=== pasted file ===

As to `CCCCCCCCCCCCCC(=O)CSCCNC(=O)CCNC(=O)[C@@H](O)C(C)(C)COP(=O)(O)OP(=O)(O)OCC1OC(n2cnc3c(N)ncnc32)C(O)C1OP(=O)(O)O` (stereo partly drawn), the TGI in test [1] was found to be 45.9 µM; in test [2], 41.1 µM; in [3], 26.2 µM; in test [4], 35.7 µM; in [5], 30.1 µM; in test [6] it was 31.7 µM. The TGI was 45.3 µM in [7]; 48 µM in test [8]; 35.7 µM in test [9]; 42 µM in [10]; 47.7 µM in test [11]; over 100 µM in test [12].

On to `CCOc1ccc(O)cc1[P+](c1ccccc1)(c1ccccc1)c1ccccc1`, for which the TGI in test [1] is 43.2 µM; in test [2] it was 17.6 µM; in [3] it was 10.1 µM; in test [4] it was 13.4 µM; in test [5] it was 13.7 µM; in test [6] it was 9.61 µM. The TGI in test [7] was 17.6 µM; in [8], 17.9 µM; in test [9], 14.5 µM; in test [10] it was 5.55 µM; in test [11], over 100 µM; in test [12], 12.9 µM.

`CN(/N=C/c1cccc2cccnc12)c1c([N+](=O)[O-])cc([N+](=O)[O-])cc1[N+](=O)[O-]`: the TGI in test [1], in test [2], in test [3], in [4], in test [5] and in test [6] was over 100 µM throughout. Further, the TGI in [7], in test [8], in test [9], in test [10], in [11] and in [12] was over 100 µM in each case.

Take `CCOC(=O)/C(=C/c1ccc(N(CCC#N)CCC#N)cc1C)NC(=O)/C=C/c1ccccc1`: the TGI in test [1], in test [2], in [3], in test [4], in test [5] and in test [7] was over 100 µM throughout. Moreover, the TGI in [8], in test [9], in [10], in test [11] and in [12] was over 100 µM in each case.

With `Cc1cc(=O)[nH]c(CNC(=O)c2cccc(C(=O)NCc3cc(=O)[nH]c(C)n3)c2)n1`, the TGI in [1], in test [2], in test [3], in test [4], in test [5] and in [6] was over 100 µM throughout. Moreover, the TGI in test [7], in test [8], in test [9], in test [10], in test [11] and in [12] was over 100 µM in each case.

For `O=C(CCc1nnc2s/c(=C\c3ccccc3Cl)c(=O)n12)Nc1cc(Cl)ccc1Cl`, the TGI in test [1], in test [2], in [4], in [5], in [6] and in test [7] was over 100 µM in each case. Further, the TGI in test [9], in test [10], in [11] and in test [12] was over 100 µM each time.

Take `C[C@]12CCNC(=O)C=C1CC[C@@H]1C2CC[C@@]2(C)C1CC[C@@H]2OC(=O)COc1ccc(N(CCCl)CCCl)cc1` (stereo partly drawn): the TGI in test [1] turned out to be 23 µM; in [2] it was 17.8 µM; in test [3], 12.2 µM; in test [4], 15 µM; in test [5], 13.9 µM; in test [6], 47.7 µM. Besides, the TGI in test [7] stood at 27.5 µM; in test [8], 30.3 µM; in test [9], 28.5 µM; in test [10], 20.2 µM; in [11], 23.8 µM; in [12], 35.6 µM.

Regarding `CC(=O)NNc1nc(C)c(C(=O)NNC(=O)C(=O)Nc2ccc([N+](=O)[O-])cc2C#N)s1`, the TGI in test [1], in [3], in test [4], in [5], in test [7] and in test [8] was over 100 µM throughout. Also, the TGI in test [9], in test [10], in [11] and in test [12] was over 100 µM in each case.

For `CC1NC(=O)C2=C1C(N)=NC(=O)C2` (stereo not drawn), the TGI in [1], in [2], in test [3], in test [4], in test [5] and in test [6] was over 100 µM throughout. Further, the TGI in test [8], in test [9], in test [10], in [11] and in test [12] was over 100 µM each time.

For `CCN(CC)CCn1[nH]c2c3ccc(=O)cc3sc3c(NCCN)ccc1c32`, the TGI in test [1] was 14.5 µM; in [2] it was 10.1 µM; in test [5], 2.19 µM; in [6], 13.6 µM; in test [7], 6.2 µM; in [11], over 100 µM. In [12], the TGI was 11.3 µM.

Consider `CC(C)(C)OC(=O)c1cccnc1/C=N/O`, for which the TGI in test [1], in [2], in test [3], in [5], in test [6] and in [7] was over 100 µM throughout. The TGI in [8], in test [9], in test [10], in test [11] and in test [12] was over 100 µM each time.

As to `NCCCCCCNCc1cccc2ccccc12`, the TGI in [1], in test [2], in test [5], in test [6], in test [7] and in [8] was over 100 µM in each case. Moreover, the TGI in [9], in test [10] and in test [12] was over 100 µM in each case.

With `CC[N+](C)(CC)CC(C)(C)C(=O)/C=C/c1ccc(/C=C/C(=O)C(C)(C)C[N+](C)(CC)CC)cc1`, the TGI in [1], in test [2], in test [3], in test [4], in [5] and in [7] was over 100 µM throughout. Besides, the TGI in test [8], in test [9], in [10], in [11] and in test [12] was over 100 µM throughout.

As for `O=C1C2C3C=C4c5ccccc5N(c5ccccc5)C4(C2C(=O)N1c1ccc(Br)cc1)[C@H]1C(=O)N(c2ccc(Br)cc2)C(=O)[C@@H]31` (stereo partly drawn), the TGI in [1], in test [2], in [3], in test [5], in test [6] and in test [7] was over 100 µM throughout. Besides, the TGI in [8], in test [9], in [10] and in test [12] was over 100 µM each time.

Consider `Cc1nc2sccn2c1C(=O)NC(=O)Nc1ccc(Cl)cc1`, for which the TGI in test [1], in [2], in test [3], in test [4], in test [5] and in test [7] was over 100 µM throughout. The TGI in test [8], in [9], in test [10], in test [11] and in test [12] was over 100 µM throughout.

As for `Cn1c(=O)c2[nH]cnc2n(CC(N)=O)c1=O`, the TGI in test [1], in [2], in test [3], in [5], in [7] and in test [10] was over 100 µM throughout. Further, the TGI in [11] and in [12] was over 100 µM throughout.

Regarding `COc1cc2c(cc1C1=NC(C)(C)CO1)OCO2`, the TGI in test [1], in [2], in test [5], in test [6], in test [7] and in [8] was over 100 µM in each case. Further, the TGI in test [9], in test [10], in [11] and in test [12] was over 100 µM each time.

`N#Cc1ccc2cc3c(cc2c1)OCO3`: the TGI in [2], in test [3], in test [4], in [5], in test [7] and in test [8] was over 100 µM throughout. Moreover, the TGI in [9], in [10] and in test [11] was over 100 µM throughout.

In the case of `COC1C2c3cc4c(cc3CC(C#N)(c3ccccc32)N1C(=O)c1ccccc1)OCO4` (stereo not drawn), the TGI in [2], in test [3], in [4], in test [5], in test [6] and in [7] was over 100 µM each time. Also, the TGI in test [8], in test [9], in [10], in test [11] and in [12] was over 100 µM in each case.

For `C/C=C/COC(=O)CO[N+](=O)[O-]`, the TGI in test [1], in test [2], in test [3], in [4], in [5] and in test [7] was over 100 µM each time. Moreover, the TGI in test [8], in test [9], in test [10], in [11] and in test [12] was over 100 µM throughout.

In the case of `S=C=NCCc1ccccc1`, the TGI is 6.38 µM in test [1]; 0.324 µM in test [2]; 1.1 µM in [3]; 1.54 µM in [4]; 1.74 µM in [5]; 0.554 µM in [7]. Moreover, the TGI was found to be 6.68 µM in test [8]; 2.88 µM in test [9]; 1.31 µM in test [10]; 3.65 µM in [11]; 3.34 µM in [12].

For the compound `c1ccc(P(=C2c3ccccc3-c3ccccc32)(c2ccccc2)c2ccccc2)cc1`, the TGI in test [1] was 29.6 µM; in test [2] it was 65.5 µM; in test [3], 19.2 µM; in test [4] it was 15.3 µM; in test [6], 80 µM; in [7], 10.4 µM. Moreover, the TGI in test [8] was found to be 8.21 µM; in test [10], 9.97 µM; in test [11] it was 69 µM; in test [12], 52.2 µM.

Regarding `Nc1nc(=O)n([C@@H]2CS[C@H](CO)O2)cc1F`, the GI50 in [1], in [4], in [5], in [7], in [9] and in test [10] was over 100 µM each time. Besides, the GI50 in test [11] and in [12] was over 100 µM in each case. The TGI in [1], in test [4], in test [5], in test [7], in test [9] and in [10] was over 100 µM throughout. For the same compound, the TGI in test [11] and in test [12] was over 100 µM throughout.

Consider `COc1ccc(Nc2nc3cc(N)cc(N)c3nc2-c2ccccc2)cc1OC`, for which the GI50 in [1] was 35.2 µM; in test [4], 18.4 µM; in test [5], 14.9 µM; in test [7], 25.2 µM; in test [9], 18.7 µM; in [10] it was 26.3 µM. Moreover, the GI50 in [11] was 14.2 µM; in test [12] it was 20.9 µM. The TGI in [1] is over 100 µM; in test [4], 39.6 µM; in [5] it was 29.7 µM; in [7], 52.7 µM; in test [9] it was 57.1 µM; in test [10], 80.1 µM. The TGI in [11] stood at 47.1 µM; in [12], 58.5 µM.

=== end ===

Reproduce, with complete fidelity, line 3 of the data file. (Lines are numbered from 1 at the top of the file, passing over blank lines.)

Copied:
`CN(/N=C/c1cccc2cccnc12)c1c([N+](=O)[O-])cc([N+](=O)[O-])cc1[N+](=O)[O-]`: the TGI in test [1], in test [2], in test [3], in [4], in test [5] and in test [6] was over 100 µM throughout. Further, the TGI in [7], in test [8], in test [9], in test [10], in [11] and in [12] was over 100 µM in each case.